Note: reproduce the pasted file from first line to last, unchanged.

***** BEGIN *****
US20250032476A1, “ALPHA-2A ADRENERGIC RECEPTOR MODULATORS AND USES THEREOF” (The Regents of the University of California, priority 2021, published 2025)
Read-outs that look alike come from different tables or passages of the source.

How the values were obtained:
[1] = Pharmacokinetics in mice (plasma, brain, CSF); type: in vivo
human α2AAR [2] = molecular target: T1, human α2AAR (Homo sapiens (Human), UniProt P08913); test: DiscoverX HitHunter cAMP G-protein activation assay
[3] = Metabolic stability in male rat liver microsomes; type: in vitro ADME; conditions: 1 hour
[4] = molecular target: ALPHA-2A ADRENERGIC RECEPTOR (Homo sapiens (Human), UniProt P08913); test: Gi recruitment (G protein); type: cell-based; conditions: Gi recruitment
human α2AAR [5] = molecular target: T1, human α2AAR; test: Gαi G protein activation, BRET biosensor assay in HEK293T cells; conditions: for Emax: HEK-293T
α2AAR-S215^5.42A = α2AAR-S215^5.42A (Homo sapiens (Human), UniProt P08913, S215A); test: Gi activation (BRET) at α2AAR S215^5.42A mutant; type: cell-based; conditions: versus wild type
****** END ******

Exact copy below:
US20250032476A1, “ALPHA-2A ADRENERGIC RECEPTOR MODULATORS AND USES THEREOF” (The Regents of the University of California, priority 2021, published 2025)
Read-outs that look alike come from different tables or passages of the source.

How the values were obtained:
[1] = Pharmacokinetics in mice (plasma, brain, CSF); type: in vivo
human α2AAR [2] = molecular target: T1, human α2AAR (Homo sapiens (Human), UniProt P08913); test: DiscoverX HitHunter cAMP G-protein activation assay
[3] = Metabolic stability in male rat liver microsomes; type: in vitro ADME; conditions: 1 hour
[4] = molecular target: ALPHA-2A ADRENERGIC RECEPTOR (Homo sapiens (Human), UniProt P08913); test: Gi recruitment (G protein); type: cell-based; conditions: Gi recruitment
human α2AAR [5] = molecular target: T1, human α2AAR; test: Gαi G protein activation, BRET biosensor assay in HEK293T cells; conditions: for Emax: HEK-293T
α2AAR-S215^5.42A = α2AAR-S215^5.42A (Homo sapiens (Human), UniProt P08913, S215A); test: Gi activation (BRET) at α2AAR S215^5.42A mutant; type: cell-based; conditions: versus wild type